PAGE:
‘Judy’: Renée Zellweger Reaches Powerful Heights in Moving Judy Garland Biopic
“Judy” starts at the bottom, after an icon has descended from the heights of prestige. This is what sets it apart from most Hollywood biopics. Making it immensely powerful is a stunning performance by Renée Zellweger, who is not only playing screen icon Judy Garland, she is channeling what became of Garland after show business left her a mere shell. It tends to happen that movies about celebrities follow a specific pattern, usually charting how they rose from obscurity to glory, how they discovered their gift and struggled to find someone powerful enough who notices too. “Judy” feels less like a fairy tale and more like reality. The ride just isn’t always fun for everybody.
In 1968 Judy Garland (Zellweger) is essentially broke, doing gigs wherever possible. Even her two kids are part of the act. It doesn’t always pay well and one night the woman who was once Dorothy in “The Wizard of Oz” knocks on the door of ex-husband Sidney Luft (Rufus Sewell). It turns out Judy has been building a new reputation recently, as unreliable and stuck on pills. Her best chance for a revival is a major gig offered in London to do live performances. Forced to leave the kids behind for now, Judy flies to the U.K. and tries to commit to the shows. Her main handler will be Rosalyn Wilder (Jessie Buckley), who soon realizes how much of a chore it is to get the star onstage amid mental breakdowns. To understand the roots of Judy’s formation the film cuts back in time to her days as an adolescent actress (played by Darci Shaw) when her life was under the iron grip of powerhouse producer Louis B. Mayer (Richard Cordery).
The luster of the old movie titans has faded more every decade as biographies and movies explore their blemishes more openly. “Judy” isn’t necessarily trying to be iconoclastic, because Garland’s sad latter years are well known, instead it wants to present a portrait that could be about any notable talent beginning to fade away. Director Rupert Gold is working from a screenplay by Tom Edge, a writer on Netflix’s “The Crown,” which is based off a play, “End of the Rainbow” by Peter Quilter. It’s a true adaptation in that it never feels like a theatrical piece. Shot with elegance, “Judy” contrasts Garland’s grayer time in London with brightly-lit flashbacks of her days on the set of “The Wizard of Oz,” being denied the simple pleasures of a cheeseburger by the handler imposed by Louis B. Mayer, lest they have a plump Dorothy. She’s also kept going on uppers and sleeping pills. In the opening scenes Mayer famously tells a young Judy that there are probably thousands of prettier girls than her out there, who all want the spotlight, but they could never have her voice. She is turned into a virtual product, to be shaped and controlled, made to learn dance numbers to the point of collapse. If she goes out on a “date” it’s all staged. By adulthood she’s a portrait of stunted personal growth, so used to being a mere stage prop that by middle age Judy is burned out.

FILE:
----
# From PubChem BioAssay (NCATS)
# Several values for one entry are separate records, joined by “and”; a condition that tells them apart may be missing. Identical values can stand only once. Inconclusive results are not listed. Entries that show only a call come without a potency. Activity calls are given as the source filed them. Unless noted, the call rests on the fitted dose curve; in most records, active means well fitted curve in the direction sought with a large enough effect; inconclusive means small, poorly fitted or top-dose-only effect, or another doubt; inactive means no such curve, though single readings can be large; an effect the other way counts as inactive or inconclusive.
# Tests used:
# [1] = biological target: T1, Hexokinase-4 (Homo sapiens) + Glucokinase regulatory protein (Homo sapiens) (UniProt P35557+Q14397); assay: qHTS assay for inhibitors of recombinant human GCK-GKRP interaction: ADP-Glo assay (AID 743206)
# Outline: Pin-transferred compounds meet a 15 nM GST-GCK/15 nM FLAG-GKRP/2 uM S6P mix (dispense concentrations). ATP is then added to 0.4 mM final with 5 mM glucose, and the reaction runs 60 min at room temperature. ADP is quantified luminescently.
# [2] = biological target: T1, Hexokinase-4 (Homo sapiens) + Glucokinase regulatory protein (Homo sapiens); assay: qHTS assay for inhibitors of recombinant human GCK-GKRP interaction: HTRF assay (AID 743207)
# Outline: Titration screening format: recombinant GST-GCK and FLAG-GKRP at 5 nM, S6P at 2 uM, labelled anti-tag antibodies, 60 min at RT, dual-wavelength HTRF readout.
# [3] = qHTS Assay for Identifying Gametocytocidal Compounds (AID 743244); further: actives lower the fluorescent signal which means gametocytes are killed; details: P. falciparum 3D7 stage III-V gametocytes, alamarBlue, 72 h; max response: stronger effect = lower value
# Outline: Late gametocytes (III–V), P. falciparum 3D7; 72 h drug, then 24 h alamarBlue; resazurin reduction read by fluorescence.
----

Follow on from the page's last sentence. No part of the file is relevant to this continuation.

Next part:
The brilliance of the Zellweger performance is how she connects her interpretation to the young Judy of the past. This is Zellweger’s best role in years, full of hidden internal scars that become visible in a frown, a twitch, in Judy crouching in a bathroom minutes before show time. Gone is the vivacious Roxie Zellweger won an Oscar for playing in “Chicago,” her Judy Garland nearly stumbles on stage, slyly grinning at a London audience, cracking a charmingly dysfunctional joke. Zellweger sang the Garland covers herself and never imitates, she instead interprets songs like “Come Rain or Come Shine,” “By Myself” and “The Trolley Song” with her own sense of zest and melancholy. But it is the more intimate moments where the actress delivers her best. Judy, married already four times, hopes to finally discover actual love with fifth husband Mickey Deans (Finn Wittrock), a younger man she meets at a party hosted by daughter Liza Minnelli (Gemma-Leah Devereux). But he will inevitably disappoint, because instead of simply being a real partner men feel they need to somehow inject themselves into Judy’s career. The men in her world always seem to think they know best. Mickey makes big promises he can’t keep and tries to be her manager which is a bad idea in a relationship with someone volatile. But she is a born actress and even after collapsing onstage and fighting with an audience, Judy still manages to convince showrunner Bernard Delfont (Michael Gambon) to forgive her. Everyone around her, especially Rosalyn, see the great and unique talent, but Judy’s greatest enemy is herself.
“Judy” is not without some of the typical faults you find in biopics. Its most notable slip is the ending, which could have closed perfectly with one single shot of Judy stepping back onstage, but then Gold extends it into an overlong, corny moment using “Over the Rainbow.” This takes away from the melancholic power of everything that has happened before in the story. Inevitably we get the obligatory closing epilogue, letting us know Judy would die at the young age of 47 of an overdose.
Even if you’re not a Hollywood Golden Age film buff, “Judy” works as a memorable portrait of a talent in decline. It’s not a pity party because Judy never gives up, even in her lowest moments she has been trained to keep going and hits that stage. Zellweger performs like a woman who needs this music to keep her alive. The craft is her life even when everything is falling apart. “Judy” has a biting honesty to it, made more powerful by an actress equal to the role she is playing.
“Judy” opens Sept. 27 in select theaters.